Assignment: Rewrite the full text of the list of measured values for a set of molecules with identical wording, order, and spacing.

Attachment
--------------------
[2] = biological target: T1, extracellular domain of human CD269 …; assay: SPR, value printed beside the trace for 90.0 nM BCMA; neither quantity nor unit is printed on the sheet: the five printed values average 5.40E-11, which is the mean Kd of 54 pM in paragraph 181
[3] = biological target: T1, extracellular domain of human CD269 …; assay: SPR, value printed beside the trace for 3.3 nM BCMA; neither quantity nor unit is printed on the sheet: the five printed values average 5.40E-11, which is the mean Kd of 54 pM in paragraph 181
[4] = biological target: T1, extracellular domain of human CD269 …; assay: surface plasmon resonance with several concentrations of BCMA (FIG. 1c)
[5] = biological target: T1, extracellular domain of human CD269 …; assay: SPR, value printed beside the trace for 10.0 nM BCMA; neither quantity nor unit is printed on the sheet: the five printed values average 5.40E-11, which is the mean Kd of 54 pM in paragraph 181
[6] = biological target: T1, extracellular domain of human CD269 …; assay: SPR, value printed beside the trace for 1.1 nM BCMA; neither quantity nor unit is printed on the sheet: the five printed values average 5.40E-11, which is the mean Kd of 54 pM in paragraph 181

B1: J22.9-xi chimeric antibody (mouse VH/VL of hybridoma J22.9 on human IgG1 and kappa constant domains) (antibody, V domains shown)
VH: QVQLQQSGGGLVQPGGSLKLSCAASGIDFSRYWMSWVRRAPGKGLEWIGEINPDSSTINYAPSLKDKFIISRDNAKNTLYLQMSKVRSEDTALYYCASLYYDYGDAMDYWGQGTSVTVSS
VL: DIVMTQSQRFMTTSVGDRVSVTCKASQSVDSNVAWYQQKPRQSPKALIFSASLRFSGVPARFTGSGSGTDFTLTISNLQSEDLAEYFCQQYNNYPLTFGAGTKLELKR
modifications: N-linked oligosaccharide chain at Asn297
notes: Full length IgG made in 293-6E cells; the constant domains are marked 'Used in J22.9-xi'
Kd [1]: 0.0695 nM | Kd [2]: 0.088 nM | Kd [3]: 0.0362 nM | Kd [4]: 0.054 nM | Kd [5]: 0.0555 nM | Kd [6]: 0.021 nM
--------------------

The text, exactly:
[2] = biological target: T1, extracellular domain of human CD269 …; assay: SPR, value printed beside the trace for 90.0 nM BCMA; neither quantity nor unit is printed on the sheet: the five printed values average 5.40E-11, which is the mean Kd of 54 pM in paragraph 181
[3] = biological target: T1, extracellular domain of human CD269 …; assay: SPR, value printed beside the trace for 3.3 nM BCMA; neither quantity nor unit is printed on the sheet: the five printed values average 5.40E-11, which is the mean Kd of 54 pM in paragraph 181
[4] = biological target: T1, extracellular domain of human CD269 …; assay: surface plasmon resonance with several concentrations of BCMA (FIG. 1c)
[5] = biological target: T1, extracellular domain of human CD269 …; assay: SPR, value printed beside the trace for 10.0 nM BCMA; neither quantity nor unit is printed on the sheet: the five printed values average 5.40E-11, which is the mean Kd of 54 pM in paragraph 181
[6] = biological target: T1, extracellular domain of human CD269 …; assay: SPR, value printed beside the trace for 1.1 nM BCMA; neither quantity nor unit is printed on the sheet: the five printed values average 5.40E-11, which is the mean Kd of 54 pM in paragraph 181

B1: J22.9-xi chimeric antibody (mouse VH/VL of hybridoma J22.9 on human IgG1 and kappa constant domains) (antibody, V domains shown)
VH: QVQLQQSGGGLVQPGGSLKLSCAASGIDFSRYWMSWVRRAPGKGLEWIGEINPDSSTINYAPSLKDKFIISRDNAKNTLYLQMSKVRSEDTALYYCASLYYDYGDAMDYWGQGTSVTVSS
VL: DIVMTQSQRFMTTSVGDRVSVTCKASQSVDSNVAWYQQKPRQSPKALIFSASLRFSGVPARFTGSGSGTDFTLTISNLQSEDLAEYFCQQYNNYPLTFGAGTKLELKR
modifications: N-linked oligosaccharide chain at Asn297
notes: Full length IgG made in 293-6E cells; the constant domains are marked 'Used in J22.9-xi'
Kd [1]: 0.0695 nM | Kd [2]: 0.088 nM | Kd [3]: 0.0362 nM | Kd [4]: 0.054 nM | Kd [5]: 0.0555 nM | Kd [6]: 0.021 nM